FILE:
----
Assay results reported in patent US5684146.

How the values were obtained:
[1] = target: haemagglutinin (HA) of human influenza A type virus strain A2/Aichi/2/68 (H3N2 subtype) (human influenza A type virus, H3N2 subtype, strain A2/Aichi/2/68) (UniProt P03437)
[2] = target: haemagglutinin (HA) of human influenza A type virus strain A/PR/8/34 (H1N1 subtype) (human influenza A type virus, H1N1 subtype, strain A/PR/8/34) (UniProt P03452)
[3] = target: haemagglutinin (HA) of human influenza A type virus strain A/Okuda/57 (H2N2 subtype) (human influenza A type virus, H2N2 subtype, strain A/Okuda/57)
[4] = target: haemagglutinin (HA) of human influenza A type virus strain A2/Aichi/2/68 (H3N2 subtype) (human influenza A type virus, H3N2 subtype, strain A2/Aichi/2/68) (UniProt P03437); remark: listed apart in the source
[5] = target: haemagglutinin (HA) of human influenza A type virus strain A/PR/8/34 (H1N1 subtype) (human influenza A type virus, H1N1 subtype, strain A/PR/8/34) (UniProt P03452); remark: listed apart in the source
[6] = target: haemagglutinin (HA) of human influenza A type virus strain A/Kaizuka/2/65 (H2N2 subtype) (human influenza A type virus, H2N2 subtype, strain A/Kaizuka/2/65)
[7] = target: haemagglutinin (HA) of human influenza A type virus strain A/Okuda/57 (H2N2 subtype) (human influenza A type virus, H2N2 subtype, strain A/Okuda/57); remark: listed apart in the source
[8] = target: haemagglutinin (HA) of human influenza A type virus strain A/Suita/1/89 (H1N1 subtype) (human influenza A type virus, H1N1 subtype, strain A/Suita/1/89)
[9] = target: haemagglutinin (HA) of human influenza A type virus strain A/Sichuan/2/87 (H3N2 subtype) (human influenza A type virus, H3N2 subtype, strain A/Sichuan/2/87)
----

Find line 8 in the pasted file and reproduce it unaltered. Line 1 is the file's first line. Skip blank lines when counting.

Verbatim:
[6] = target: haemagglutinin (HA) of human influenza A type virus strain A/Kaizuka/2/65 (H2N2 subtype) (human influenza A type virus, H2N2 subtype, strain A/Kaizuka/2/65)